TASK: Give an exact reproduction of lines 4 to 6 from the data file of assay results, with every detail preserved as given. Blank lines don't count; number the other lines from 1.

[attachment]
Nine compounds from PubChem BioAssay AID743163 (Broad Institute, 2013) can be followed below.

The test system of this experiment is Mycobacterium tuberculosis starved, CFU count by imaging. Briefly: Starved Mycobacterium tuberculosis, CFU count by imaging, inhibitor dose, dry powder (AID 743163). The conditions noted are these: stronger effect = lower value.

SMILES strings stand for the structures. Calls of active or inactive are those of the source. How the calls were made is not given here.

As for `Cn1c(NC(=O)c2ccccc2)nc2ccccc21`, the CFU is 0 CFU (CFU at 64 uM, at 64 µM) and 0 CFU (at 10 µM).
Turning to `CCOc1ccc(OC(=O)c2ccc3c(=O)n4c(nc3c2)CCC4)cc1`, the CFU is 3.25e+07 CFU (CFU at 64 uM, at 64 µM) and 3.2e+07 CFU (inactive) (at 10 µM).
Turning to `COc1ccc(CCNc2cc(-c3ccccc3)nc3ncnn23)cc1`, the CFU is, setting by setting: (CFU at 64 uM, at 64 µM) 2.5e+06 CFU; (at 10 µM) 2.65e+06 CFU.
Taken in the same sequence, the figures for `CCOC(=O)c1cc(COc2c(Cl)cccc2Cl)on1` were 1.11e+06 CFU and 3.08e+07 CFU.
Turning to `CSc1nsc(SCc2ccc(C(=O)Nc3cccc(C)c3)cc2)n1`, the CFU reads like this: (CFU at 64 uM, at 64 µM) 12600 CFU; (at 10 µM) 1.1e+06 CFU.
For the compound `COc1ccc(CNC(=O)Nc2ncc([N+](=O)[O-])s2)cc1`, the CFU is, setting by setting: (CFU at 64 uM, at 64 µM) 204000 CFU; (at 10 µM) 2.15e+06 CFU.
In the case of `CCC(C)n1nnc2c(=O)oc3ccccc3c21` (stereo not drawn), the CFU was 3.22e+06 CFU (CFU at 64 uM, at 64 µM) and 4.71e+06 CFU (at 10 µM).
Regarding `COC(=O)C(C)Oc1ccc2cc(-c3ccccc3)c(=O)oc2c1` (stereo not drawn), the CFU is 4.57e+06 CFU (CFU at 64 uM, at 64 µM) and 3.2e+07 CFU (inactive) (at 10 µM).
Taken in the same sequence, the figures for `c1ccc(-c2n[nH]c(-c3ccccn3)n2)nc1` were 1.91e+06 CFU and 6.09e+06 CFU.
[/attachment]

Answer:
As for `Cn1c(NC(=O)c2ccccc2)nc2ccccc21`, the CFU is 0 CFU (CFU at 64 uM, at 64 µM) and 0 CFU (at 10 µM).
Turning to `CCOc1ccc(OC(=O)c2ccc3c(=O)n4c(nc3c2)CCC4)cc1`, the CFU is 3.25e+07 CFU (CFU at 64 uM, at 64 µM) and 3.2e+07 CFU (inactive) (at 10 µM).
Turning to `COc1ccc(CCNc2cc(-c3ccccc3)nc3ncnn23)cc1`, the CFU is, setting by setting: (CFU at 64 uM, at 64 µM) 2.5e+06 CFU; (at 10 µM) 2.65e+06 CFU.